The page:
A recent comment by a new writer acquaintance made me realize that receiving rejection slips is not the same as it used to be. Indie writers who self-publish without first trying to navigate the publishing jungle as well as new writers who are dealing with editors and agents and their "if you don't hear back from us in xx weeks, consider yourself rejected" policy do not share a common experience with me and other older writers. (Eek, I said it--I am one of the "older writers" now.)
My 1st reject--on a yellow sticky note from 1985
Even though I'd written short stories and poetry since third grade, I didn't begin to write seriously for publication until 1985. I was prolific then, churning out fantasy and science fiction stories as well as a few children's stories as fast as I could write them. I usually let my writer's group read them before sending them out to magazines, but sometimes I was premature in my excitement.
1st reject for my 1st novel
While I was writing dozens and dozens of short stories, I also began researching and writing my first novel, which was (thankfully) never published. Most of my rejects for that one were form letters, but the first rejection was a personally typed letter. Those types of rejections are always encouraging, because busy editors will NOT take the time to give you feedback unless they believe you have some hope of developing into a better and publishable writer.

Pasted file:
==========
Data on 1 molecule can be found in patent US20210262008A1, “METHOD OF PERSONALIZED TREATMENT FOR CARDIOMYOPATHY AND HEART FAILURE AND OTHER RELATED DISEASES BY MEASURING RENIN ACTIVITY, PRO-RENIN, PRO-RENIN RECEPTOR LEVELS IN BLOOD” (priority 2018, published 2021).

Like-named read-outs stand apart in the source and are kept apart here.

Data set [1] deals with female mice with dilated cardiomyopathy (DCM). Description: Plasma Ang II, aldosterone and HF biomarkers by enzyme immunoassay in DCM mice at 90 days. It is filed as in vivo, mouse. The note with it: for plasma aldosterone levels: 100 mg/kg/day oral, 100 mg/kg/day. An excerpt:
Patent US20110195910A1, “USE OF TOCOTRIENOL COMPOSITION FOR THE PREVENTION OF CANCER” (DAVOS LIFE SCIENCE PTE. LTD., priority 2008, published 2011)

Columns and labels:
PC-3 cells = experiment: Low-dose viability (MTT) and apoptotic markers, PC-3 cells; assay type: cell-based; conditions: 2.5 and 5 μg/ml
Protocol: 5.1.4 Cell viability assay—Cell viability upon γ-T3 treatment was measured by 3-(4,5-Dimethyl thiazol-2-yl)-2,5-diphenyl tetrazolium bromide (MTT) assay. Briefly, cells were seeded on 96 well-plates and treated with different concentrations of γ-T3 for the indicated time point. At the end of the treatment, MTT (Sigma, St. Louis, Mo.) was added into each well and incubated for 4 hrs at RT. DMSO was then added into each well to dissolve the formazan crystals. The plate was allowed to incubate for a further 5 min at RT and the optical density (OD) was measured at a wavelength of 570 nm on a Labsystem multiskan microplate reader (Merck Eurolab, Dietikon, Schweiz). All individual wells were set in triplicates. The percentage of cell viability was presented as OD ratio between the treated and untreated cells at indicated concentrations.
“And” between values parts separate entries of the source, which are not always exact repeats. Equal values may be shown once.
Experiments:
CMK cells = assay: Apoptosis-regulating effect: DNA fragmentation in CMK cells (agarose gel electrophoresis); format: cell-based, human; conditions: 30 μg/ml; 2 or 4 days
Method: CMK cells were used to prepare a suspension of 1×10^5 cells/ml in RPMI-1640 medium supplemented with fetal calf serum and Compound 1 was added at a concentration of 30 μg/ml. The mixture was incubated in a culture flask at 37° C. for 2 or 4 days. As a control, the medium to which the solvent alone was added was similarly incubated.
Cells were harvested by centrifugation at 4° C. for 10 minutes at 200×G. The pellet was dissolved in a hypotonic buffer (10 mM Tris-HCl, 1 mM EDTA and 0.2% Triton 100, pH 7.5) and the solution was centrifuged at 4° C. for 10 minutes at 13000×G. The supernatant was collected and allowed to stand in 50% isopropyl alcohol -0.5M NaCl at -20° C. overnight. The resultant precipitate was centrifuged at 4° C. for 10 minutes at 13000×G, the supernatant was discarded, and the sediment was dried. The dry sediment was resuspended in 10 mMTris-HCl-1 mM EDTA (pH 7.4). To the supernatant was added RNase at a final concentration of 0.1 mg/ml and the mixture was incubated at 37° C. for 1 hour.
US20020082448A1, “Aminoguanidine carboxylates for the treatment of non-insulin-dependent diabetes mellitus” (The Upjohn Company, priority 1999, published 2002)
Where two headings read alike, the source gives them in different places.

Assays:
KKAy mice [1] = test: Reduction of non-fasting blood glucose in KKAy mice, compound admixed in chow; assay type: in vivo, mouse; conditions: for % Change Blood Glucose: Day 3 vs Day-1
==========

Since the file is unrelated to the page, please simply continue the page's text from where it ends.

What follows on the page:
Over the years I sent multiple stories to the same encouraging editors, hoping one of the stories would "connect." But alas, it took me over 600 rejections (yes, you read that correctly) and 7 years of writing, writing, writing and improving my craft to finally receive an acceptance.